Asked by an audience member how citizens could be assured that people providing "faith-based" welfare or counseling were experienced professionals, Professor Olasky replied that "credentials" are overrated, and that under the "faith-based" theory of healing he prefers, generally unnecessary.
All this learned scholarship took place over a very nice lunch, amidst a jovial and friendly crowd of happy Republicans and the strolling white peacocks at Green Pastures -- once the family home of John Henry Faulk. No doubt the grand old patron saint of free-spirited, populist democracy was looking down and chuckling at all this silliness -- and wondering whatever happened to South Austin.
-- Michael King
Running on Empty
Despite what you may have heard,Gus Garcia is not running unopposed in the upcoming special election to fill the remainder of outgoing Mayor Kirk Watson's term. Garcia's opponents will include Jennifer Gale (natch), 20-year-old UT student Daniel Nazar (isn't there always a 20-year-old UT student running? What, do they offer course credit for it or something?), and, most recently, Sammy Allred. Yes, that Sammy Allred, the cranky KVET deejay. And before you start thinking Gus is a safe shoo-in -- and my, wouldn't it be funny to tell people you voted for a Sammy Geezinslaw for mayor! -- we just have two words for you: Jesse Ventura (for more mayoral possibilities, see Mike Clark-Madison's story Would You, Could You Be My Neighbor?). -- Lee Nichols
Roads and Raises
The Travis Co. Commissioners gave their final blessing to a $199-plus million bond package Tuesday, after sitting through the last round of pro and con testimony from the local citizenry. Despite a last-ditch effort by Commissioner Todd Baxter to include the Frate Barker Rd. proposal with the overall package, the contested measure will stand alone on the ballot on Nov. 6 (that's Election Day, so don't forget to show up at the polls). The $14.1 million Frate Barker proposal would cross over the Edwards Aquifer recharge zone and cut through land the city has acquired for preservation purposes. But residents in the area, including neighbors in the Estates of Shady Hollow (incorrectly called Shady Oaks in last week's bond issue account), regard the project as a safety issue. They say the road is needed to relieve traffic congestion on Brodie Lane, which drivers use to travel to and from the suburbs. Another controversial bond question -- $66 million for right-of-way land acquisition for SH 130 -- will also stand alone on the ballot to avoid jeopardizing the other bond proposals, commissioners said.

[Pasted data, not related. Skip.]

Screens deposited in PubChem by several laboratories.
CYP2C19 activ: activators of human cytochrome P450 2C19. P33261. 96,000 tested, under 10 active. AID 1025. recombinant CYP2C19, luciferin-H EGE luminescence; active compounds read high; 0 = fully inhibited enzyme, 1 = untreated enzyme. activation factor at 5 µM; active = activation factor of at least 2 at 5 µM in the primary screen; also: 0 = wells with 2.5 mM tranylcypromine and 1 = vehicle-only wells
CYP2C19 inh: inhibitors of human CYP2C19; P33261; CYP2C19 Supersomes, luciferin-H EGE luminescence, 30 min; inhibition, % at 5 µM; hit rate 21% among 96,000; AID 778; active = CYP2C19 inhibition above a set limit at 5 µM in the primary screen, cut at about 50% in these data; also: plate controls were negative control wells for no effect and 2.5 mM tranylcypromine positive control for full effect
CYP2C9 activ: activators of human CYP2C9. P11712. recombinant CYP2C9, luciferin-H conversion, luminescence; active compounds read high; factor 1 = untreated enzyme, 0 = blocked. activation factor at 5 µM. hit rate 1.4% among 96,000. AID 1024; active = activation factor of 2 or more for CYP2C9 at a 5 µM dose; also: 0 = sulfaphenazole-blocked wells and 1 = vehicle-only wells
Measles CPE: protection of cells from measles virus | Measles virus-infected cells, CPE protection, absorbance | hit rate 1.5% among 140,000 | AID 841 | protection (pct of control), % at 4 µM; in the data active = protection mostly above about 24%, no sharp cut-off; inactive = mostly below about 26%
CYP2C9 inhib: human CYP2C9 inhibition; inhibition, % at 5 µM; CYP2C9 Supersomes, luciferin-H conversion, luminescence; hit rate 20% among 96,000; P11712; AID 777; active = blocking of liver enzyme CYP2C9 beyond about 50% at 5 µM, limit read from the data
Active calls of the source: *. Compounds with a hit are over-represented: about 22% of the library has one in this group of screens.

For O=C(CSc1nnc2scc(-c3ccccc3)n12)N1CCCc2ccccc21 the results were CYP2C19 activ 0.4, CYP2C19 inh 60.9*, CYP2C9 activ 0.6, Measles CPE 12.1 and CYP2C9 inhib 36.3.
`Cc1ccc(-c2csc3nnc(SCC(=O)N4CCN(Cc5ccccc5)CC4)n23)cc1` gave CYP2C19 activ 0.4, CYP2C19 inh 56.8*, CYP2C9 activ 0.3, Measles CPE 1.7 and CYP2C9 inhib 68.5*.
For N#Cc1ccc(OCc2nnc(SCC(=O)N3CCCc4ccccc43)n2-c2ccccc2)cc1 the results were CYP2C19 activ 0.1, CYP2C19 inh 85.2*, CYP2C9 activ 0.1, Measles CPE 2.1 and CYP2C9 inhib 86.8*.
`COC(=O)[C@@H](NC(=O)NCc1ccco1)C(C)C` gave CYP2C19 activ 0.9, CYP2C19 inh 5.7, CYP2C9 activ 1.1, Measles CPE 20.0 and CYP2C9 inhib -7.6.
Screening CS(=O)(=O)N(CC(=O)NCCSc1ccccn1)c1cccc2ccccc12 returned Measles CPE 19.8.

Apart from the two heated items, county voters will decide on several bread-and-butter projects, including road, bridge, drainage, and pedestrian-access work totaling $57.4 million; park development in each of the four precincts ($28.6 million), and right-of-way acquisition for SH 45 North/FM 1826 ($32.7 million). Commissioner Margaret Gomez, who had championed a bond package of no more than $80 million, was the lone dissenter in Tuesday's vote.